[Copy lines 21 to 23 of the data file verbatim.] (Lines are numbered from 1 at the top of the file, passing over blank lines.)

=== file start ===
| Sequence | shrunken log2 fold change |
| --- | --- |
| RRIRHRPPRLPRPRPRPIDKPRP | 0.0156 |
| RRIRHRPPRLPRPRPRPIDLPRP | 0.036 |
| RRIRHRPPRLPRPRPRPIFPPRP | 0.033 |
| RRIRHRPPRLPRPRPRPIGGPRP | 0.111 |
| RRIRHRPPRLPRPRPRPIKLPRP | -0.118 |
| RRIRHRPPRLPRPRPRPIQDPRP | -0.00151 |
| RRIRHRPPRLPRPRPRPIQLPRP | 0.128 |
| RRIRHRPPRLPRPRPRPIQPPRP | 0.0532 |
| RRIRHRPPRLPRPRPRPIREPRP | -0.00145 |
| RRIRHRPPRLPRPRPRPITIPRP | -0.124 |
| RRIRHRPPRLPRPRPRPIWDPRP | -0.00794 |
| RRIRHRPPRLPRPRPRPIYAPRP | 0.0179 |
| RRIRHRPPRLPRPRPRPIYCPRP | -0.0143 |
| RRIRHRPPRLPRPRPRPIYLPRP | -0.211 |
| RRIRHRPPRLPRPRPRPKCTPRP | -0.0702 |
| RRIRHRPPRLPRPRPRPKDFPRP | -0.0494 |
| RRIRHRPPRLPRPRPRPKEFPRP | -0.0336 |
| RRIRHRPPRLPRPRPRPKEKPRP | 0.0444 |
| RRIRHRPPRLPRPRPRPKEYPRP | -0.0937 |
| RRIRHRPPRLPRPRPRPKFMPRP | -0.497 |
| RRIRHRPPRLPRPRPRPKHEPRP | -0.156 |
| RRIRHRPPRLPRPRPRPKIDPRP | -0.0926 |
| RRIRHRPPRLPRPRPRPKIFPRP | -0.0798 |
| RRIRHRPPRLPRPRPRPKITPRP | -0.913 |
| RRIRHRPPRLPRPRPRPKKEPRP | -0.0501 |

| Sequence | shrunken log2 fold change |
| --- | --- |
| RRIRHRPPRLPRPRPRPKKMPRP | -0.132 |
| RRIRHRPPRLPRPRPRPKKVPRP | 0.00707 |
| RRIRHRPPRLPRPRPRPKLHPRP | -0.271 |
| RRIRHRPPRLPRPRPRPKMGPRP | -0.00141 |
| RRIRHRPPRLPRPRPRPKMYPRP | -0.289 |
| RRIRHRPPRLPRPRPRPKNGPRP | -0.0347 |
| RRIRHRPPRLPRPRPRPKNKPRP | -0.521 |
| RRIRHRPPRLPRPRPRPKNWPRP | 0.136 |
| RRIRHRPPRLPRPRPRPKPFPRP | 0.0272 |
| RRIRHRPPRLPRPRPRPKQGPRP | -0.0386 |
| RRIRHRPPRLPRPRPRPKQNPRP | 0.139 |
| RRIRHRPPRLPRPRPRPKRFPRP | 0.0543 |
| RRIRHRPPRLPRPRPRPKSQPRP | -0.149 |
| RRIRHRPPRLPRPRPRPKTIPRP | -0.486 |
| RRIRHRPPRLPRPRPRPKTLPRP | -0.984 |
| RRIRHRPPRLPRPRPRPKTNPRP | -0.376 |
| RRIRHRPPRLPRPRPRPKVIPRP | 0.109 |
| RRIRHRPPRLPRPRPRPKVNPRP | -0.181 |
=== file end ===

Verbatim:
| RRIRHRPPRLPRPRPRPKEYPRP | -0.0937 |
| RRIRHRPPRLPRPRPRPKFMPRP | -0.497 |
| RRIRHRPPRLPRPRPRPKHEPRP | -0.156 |